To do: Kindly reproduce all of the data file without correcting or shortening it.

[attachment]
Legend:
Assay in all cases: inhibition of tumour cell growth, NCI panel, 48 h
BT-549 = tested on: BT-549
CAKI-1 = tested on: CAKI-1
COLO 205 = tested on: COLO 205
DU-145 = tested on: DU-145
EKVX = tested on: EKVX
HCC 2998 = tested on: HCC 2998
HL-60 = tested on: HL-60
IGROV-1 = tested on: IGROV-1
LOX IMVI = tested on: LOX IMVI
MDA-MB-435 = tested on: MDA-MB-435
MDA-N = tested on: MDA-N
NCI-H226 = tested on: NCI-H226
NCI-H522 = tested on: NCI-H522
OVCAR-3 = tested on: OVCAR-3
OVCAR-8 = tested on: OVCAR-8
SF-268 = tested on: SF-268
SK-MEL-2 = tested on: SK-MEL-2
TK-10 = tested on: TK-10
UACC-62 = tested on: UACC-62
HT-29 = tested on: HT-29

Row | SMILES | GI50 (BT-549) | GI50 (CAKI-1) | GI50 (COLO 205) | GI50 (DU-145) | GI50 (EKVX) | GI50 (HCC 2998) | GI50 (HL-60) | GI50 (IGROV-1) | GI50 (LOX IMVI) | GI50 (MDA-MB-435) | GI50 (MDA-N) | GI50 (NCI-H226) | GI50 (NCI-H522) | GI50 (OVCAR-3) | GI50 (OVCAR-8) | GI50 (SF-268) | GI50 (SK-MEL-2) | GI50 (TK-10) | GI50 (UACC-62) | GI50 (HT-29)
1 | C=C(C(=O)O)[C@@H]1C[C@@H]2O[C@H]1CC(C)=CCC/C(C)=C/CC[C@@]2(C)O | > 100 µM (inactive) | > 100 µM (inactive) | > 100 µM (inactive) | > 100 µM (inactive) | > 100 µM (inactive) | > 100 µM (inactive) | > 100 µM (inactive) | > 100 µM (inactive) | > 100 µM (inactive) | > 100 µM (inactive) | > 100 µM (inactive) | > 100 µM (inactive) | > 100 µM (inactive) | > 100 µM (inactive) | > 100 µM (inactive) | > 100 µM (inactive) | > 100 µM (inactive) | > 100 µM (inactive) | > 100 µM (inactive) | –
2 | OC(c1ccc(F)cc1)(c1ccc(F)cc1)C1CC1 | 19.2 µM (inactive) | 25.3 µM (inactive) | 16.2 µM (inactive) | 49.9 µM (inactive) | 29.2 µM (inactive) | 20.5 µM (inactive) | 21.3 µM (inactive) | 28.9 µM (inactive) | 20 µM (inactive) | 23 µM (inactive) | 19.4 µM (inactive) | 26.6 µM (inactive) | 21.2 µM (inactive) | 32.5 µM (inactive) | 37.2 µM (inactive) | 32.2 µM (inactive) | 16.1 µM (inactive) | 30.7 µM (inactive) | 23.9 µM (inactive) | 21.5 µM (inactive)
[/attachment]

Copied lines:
Legend:
Assay in all cases: inhibition of tumour cell growth, NCI panel, 48 h
BT-549 = tested on: BT-549
CAKI-1 = tested on: CAKI-1
COLO 205 = tested on: COLO 205
DU-145 = tested on: DU-145
EKVX = tested on: EKVX
HCC 2998 = tested on: HCC 2998
HL-60 = tested on: HL-60
IGROV-1 = tested on: IGROV-1
LOX IMVI = tested on: LOX IMVI
MDA-MB-435 = tested on: MDA-MB-435
MDA-N = tested on: MDA-N
NCI-H226 = tested on: NCI-H226
NCI-H522 = tested on: NCI-H522
OVCAR-3 = tested on: OVCAR-3
OVCAR-8 = tested on: OVCAR-8
SF-268 = tested on: SF-268
SK-MEL-2 = tested on: SK-MEL-2
TK-10 = tested on: TK-10
UACC-62 = tested on: UACC-62
HT-29 = tested on: HT-29

Row | SMILES | GI50 (BT-549) | GI50 (CAKI-1) | GI50 (COLO 205) | GI50 (DU-145) | GI50 (EKVX) | GI50 (HCC 2998) | GI50 (HL-60) | GI50 (IGROV-1) | GI50 (LOX IMVI) | GI50 (MDA-MB-435) | GI50 (MDA-N) | GI50 (NCI-H226) | GI50 (NCI-H522) | GI50 (OVCAR-3) | GI50 (OVCAR-8) | GI50 (SF-268) | GI50 (SK-MEL-2) | GI50 (TK-10) | GI50 (UACC-62) | GI50 (HT-29)
1 | C=C(C(=O)O)[C@@H]1C[C@@H]2O[C@H]1CC(C)=CCC/C(C)=C/CC[C@@]2(C)O | > 100 µM (inactive) | > 100 µM (inactive) | > 100 µM (inactive) | > 100 µM (inactive) | > 100 µM (inactive) | > 100 µM (inactive) | > 100 µM (inactive) | > 100 µM (inactive) | > 100 µM (inactive) | > 100 µM (inactive) | > 100 µM (inactive) | > 100 µM (inactive) | > 100 µM (inactive) | > 100 µM (inactive) | > 100 µM (inactive) | > 100 µM (inactive) | > 100 µM (inactive) | > 100 µM (inactive) | > 100 µM (inactive) | –
2 | OC(c1ccc(F)cc1)(c1ccc(F)cc1)C1CC1 | 19.2 µM (inactive) | 25.3 µM (inactive) | 16.2 µM (inactive) | 49.9 µM (inactive) | 29.2 µM (inactive) | 20.5 µM (inactive) | 21.3 µM (inactive) | 28.9 µM (inactive) | 20 µM (inactive) | 23 µM (inactive) | 19.4 µM (inactive) | 26.6 µM (inactive) | 21.2 µM (inactive) | 32.5 µM (inactive) | 37.2 µM (inactive) | 32.2 µM (inactive) | 16.1 µM (inactive) | 30.7 µM (inactive) | 23.9 µM (inactive) | 21.5 µM (inactive)